Other questions? Please ask away. 



Judge, good insight.  I have worked on trying to get two specific directories for big biz in my area, but to no avail yet.  I am working on asking one of my clients from these companies, but I am scratching my head for a good way to ask.  I found some creative ways to mine the names off the internet, but not quite there yet.  Any other thoughts on how to obtain them would be much appreciated.


Thanks again.

Jun 1, 2007 12:23 pm

This is an excellent thread - Thank you Judge.


I have been calling business owners with a fund that prioritizes dividend yield, div. growth and valuation because it has done very well over the past few years and should be safe during periods of market weakness. 


#1 - Is this a good type of product to pitch?


#2 - When you call a business owner, what script or language would you hit him with prior to pitching the fund? 

Jun 1, 2007 1:41 pm
Broker24:
The Judge:

Good question.  There is no "magical" list.  For the most part, it's all about the numbers.  Allow me to elaborate:


- I almost never called people at home for the simple reason that I don't care to be called at home.  At work is another story.  And this is way before the DNC era (90's).  The residential #'s have/were pounded for years and you are (like) the 5th broker to call them this week.  Find a better list.  One exception (and the only residences I called after my first year) was a new homeowner list.  These people were often new to the area and were looking for new sources of professionals.  In addition, they hadn't been at that same # for years (i.e. pounded). In addition, the new home price/mortgage amount gave you a good idea of who you were calling. I tossed many leads that were under a $ minimum that I had set up.


Call business owners; officers; etc.  pitch them an idea (w/ a proven track record) that you sincerely believe in.  Ask for the order.


Call corporate directories.  Pitch them the same idea.  Ask EVERYONE of them if they are looking to retire or change jobs in the near future- rollovers.  This works especially well with long/established companies.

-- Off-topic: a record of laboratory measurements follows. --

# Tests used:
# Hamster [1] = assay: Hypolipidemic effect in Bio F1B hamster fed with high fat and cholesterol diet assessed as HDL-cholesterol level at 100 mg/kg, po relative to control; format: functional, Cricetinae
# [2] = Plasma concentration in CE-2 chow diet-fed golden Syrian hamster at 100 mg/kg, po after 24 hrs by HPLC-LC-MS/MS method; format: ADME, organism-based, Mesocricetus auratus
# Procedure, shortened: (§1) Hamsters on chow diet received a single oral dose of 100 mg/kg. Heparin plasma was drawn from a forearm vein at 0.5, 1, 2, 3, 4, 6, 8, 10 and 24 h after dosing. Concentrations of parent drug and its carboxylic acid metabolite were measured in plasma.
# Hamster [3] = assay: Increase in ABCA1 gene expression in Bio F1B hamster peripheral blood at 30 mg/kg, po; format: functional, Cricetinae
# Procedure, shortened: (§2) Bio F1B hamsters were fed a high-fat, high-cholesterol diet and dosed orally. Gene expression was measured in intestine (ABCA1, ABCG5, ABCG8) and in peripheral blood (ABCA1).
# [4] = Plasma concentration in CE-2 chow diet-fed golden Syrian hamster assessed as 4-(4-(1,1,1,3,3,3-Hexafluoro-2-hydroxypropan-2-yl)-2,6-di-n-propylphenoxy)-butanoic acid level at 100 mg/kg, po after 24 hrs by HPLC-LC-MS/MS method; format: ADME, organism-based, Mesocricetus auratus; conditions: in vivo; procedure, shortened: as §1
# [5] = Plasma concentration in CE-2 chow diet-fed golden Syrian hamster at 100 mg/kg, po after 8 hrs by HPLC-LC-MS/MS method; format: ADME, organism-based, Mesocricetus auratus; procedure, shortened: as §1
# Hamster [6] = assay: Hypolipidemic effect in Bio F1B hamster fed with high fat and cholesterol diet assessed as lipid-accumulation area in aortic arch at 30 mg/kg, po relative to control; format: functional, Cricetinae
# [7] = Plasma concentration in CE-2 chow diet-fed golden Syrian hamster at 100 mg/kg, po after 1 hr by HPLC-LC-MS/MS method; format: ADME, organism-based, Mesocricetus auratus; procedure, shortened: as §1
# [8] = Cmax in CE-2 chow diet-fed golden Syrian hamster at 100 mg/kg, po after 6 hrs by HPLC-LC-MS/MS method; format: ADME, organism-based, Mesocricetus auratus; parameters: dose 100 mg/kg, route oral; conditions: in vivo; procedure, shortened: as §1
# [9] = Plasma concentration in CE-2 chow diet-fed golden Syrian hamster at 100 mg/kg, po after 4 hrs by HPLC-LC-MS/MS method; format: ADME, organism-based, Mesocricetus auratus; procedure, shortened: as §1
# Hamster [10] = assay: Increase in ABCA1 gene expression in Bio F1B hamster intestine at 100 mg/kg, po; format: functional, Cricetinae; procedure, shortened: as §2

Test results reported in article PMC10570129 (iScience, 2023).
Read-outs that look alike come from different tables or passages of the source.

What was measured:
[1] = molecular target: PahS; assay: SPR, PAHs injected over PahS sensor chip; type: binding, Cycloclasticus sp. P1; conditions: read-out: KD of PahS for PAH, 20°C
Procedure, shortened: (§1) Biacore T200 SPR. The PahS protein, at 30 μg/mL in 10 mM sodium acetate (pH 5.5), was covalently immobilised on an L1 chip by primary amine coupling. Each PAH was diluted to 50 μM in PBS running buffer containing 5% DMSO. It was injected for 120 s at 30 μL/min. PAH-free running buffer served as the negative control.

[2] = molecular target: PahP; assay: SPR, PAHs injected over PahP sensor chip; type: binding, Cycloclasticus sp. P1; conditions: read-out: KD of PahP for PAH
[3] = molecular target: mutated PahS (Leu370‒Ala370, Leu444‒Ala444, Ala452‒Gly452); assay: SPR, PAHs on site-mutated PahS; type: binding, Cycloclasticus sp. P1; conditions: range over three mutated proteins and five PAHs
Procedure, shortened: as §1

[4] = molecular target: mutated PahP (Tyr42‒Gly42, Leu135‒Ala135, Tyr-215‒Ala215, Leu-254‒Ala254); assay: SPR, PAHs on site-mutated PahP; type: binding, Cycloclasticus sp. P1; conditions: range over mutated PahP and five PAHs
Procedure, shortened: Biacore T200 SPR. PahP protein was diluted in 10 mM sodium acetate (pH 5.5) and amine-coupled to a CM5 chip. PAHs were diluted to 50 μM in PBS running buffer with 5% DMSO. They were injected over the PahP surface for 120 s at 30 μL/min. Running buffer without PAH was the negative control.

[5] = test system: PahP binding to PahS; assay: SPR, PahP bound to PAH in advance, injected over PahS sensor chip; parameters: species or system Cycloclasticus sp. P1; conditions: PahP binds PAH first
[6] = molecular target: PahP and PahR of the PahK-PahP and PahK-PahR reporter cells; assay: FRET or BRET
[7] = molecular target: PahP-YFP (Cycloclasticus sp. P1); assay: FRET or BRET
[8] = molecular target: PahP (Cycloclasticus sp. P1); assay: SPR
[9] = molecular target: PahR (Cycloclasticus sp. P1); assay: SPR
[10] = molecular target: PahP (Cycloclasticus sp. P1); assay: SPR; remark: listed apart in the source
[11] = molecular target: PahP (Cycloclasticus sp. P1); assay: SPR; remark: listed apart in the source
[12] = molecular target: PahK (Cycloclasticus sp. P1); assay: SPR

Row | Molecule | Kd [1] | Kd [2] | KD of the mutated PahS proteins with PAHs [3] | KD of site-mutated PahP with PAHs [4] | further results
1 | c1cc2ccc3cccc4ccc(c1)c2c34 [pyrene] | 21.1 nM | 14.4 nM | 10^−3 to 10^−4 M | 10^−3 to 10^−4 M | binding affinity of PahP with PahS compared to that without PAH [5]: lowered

It's not rocket science.  It's part of the "grunt mentality" that I've referred to before.  Make the calls and make it happen!


Other questions? Please ask away. 



Judge, good insight.  I have worked on trying to get two specific directories for big biz in my area, but to no avail yet.  I am working on asking one of my clients from these companies, but I am scratching my head for a good way to ask.  I found some creative ways to mine the names off the internet, but not quite there yet.  Any other thoughts on how to obtain them would be much appreciated.


Thanks again.



take your client out to lunch. tell him how much you enjoy working with him and would like to help more people from his company. ask him for his "advice" on how to do that. after he responds...ask him if he could get you a company directory. make it happen!

Jun 1, 2007 3:32 pm
LEAP:

This is an excellent thread - Thank you Judge.


I have been calling business owners with a fund that prioritizes dividend yield, div. growth and valuation because it has done very well over the past few years and should be safe during periods of market weakness. 


#1 - Is this a good type of product to pitch?


#2 - When you call a business owner, what script or language would you hit him with prior to pitching the fund? 



go to http://www.ftportfolios.com/ and get a username/password. play around with the target strategy portfolios by doing some hypotheticals. find a combination of 2 or 3 of them that produced a high return that lost less than 10-12% in 2002. fall in love with it.


tell the business owner that you own a small business and that you are looking for new business, to open the call. while you're talking, email him the hypo and walk him trhough it. remember...you just told him that you are a business owner. you are on equal footing and should speak to him like you are.

Jun 1, 2007 4:16 pm

What do you do when there are fewer than 100 businesses within 20 miles of your town?  Many of these business owners are low net worth clients with not much potential.  I have my office in a working class community of commuters, most work at plants in the city miles away.  I've had some success through rollovers but am almost forced to work exclusively residentially.  Any suggestions Judge?